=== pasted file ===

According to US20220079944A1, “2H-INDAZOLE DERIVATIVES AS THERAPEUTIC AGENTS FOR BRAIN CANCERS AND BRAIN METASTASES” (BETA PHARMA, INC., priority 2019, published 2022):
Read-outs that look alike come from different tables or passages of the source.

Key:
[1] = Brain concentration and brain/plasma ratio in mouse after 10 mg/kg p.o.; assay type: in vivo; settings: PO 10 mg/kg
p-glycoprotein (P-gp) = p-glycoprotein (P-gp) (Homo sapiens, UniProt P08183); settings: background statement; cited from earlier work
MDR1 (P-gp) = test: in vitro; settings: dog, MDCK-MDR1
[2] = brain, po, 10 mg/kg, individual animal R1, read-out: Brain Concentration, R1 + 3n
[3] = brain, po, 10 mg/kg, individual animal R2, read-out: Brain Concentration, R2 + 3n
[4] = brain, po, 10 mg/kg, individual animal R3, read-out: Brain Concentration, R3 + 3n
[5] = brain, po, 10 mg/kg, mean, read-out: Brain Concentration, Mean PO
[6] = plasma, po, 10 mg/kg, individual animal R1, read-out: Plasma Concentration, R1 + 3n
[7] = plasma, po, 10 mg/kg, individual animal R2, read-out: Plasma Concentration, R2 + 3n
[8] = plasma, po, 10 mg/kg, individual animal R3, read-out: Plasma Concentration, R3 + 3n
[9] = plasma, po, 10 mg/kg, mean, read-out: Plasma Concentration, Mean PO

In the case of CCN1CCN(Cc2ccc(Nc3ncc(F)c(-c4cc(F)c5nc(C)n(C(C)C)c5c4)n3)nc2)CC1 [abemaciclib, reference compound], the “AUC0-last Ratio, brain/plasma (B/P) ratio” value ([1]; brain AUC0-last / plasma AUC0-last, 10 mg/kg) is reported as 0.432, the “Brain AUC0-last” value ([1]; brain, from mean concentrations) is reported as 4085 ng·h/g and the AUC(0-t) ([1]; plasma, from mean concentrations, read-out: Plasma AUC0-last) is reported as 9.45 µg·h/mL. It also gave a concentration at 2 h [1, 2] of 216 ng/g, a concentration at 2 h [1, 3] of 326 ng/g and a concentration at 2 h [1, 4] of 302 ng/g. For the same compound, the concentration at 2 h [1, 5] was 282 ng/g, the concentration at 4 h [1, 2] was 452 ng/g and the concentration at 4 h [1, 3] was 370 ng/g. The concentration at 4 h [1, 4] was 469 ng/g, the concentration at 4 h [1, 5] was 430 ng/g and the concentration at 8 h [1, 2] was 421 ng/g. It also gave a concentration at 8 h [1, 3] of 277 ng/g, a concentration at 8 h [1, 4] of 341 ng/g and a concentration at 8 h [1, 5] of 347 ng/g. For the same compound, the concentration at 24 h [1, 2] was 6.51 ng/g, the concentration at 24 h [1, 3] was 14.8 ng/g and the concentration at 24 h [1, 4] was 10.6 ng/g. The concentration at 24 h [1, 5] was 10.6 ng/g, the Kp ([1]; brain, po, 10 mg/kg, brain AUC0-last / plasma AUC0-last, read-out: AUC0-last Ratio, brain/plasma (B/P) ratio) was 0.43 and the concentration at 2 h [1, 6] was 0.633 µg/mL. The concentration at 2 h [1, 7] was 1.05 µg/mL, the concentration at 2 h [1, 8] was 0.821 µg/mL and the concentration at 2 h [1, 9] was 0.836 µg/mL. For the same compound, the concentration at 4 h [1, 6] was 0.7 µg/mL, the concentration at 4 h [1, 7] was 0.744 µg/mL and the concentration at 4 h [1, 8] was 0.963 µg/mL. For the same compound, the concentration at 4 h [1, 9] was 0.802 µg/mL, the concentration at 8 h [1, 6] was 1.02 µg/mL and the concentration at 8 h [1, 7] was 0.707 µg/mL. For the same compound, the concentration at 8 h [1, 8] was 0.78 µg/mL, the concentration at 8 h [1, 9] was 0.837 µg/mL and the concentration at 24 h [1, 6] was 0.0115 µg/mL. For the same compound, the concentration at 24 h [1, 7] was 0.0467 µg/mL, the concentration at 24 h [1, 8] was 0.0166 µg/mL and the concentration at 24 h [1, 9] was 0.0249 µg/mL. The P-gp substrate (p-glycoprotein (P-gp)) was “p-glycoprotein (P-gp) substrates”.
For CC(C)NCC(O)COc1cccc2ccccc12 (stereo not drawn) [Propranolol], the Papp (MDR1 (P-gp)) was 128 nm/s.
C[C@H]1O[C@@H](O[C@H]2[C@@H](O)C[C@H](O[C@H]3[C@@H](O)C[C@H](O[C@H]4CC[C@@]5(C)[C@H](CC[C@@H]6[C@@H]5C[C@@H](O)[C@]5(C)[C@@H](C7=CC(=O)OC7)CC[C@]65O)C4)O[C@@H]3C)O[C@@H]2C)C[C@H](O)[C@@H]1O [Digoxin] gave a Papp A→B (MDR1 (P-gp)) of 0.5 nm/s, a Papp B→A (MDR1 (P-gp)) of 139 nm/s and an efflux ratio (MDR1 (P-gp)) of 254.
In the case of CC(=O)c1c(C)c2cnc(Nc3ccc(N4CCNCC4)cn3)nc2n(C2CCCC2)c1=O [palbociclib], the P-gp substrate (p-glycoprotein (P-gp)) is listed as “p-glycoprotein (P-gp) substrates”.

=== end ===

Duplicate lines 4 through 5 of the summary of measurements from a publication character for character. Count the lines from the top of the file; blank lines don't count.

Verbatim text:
[1] = Brain concentration and brain/plasma ratio in mouse after 10 mg/kg p.o.; assay type: in vivo; settings: PO 10 mg/kg
p-glycoprotein (P-gp) = p-glycoprotein (P-gp) (Homo sapiens, UniProt P08183); settings: background statement; cited from earlier work